A Brief History of Yoga
In the Western world, yoga may seem like a relatively new trend, but its roots stretch way back in ancient history. The first yogic scriptures were written in India between 1000 and 500 BC. They were hymns written in Sanskrit called the Vedas, which means “knowledge,” and they focused mainly on the joining or union of the material and spiritual worlds through rituals and ceremonies. The Vedic sages, “seers” or “saints” who wrote the Vedas, connected the two worlds by concentrating for long periods of time, seeking to discover the root of their existence through the focus of the mind.
Later, sometime between the seventeenth and fifth centuries BC, the Upanishads, a huge collection of Hindu stories, presenting yoga’s philosophy and practices, was published. This text continued the philosophy of the Vedas and acted as spiritual guides for applying the transcendental self to daily life. During this period, the Bhagavad Gita was also written; many yogis still use this parable to learn how to let go of the ego.
Next came what is known as the classical period of yoga. This period centers on Patanjali’s Yoga Sutras and the idea that the mind and the body must be worked on separately through poses and meditation.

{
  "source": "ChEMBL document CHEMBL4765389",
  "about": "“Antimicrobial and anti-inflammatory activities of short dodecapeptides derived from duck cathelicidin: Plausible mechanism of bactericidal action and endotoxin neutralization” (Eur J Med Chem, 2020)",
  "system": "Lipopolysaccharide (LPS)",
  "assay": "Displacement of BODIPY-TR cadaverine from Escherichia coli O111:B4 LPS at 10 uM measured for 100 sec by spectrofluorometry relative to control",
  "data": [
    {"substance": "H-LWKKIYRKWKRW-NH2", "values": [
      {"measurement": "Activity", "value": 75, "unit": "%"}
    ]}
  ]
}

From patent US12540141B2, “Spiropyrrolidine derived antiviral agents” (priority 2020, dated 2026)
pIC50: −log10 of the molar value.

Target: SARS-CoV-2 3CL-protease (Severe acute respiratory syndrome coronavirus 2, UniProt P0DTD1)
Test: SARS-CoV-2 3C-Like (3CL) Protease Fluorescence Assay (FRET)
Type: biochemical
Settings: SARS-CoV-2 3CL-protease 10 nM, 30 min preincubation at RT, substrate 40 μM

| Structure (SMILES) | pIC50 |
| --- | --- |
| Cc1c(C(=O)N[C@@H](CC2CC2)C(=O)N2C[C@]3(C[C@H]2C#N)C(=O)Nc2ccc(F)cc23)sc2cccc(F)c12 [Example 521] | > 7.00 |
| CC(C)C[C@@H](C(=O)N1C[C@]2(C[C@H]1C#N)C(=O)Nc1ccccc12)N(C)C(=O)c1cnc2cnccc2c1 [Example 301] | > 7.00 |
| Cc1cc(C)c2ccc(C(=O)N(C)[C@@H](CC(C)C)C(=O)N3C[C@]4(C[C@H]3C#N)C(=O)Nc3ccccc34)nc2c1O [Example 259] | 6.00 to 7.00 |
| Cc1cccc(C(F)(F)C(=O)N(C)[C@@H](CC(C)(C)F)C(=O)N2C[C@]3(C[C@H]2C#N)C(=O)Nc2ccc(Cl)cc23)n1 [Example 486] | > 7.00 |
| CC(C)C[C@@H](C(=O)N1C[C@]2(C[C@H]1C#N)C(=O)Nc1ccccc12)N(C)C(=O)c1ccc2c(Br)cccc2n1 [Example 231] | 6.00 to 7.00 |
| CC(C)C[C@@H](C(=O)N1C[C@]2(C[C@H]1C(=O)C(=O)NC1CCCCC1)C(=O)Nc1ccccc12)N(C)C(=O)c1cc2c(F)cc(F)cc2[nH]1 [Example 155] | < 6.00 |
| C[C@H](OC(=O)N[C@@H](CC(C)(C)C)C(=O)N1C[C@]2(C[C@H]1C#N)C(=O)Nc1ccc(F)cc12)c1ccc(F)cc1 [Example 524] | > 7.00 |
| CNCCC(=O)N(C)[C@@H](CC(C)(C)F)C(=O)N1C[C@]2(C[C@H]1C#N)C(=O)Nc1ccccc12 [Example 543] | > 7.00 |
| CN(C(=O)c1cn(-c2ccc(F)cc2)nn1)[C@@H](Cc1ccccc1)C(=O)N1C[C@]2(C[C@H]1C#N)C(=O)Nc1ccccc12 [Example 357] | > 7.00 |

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A few centuries after the Yoga Sutras, regarded as the “bible” of yoga, the post-classical period of yoga began, bringing more focus to the strengths and abilities of the body. Yoga masters of this time created a system of postures to challenge the body and prolong its life. This system evolved into
Hatha yoga, and was the beginning of what we now recognize as the physical practice of yoga poses, or asana. This is where we first see asana and breathing practices described in detail along with their benefits in texts such as the Hatha Yoga Pradipika and the Shiva Samhita.
In 1893, Swami Vivekananda, a great charismatic teacher and student of one of India’s most beloved and enlightened teachers, Ramakrishna, landed on Western soil. He introduced yoga to the American public for the first time at the Parliament of Religions held in Chicago. He taught mostly about the mind, meditation, visualization, and Patanjali’s Eight Limbs of Yoga (see below). But what endeared him to the West was his message of universal truth, which was so needed at the time. And so the modern period of yoga began. Since then, the method has taken root in the West, with millions of people practicing some type of yoga or meditation.
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